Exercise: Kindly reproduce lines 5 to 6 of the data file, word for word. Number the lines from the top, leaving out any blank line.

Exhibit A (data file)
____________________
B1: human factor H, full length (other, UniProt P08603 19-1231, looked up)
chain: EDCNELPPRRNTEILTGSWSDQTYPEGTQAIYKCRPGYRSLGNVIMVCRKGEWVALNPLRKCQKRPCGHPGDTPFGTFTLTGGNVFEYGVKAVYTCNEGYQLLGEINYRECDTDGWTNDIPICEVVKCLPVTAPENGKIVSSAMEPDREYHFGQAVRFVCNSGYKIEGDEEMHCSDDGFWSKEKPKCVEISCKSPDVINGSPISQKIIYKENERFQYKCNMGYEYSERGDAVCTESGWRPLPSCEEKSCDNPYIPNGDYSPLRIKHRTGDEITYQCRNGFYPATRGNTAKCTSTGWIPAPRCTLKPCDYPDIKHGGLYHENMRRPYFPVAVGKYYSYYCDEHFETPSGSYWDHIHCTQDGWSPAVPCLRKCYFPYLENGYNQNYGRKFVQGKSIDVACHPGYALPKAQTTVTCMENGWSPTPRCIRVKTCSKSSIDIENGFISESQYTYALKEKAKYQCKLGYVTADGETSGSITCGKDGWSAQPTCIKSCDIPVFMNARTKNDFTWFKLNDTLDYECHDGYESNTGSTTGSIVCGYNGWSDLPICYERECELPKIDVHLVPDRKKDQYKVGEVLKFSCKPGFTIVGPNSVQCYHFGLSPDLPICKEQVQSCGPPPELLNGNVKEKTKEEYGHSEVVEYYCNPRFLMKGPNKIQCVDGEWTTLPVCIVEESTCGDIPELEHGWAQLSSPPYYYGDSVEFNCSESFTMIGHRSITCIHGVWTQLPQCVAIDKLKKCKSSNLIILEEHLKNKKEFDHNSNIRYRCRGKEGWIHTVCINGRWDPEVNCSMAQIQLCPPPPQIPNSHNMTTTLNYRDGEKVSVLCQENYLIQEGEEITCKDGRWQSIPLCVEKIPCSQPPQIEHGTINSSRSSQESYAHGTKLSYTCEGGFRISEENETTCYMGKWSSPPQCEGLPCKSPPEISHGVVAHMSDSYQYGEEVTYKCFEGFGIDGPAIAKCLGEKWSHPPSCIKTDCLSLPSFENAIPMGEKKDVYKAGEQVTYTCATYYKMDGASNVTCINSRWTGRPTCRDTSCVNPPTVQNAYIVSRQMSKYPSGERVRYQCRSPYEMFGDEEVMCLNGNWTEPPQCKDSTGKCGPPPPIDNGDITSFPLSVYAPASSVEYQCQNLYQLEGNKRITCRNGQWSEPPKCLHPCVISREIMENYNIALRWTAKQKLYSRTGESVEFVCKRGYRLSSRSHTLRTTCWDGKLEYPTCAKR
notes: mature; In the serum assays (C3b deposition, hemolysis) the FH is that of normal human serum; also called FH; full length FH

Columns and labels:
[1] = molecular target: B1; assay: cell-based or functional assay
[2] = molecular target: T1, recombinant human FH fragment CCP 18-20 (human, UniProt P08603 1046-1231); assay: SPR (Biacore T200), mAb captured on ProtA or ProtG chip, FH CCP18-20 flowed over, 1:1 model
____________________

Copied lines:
[1] = molecular target: B1; assay: cell-based or functional assay
[2] = molecular target: T1, recombinant human FH fragment CCP 18-20 (human, UniProt P08603 1046-1231); assay: SPR (Biacore T200), mAb captured on ProtA or ProtG chip, FH CCP18-20 flowed over, 1:1 model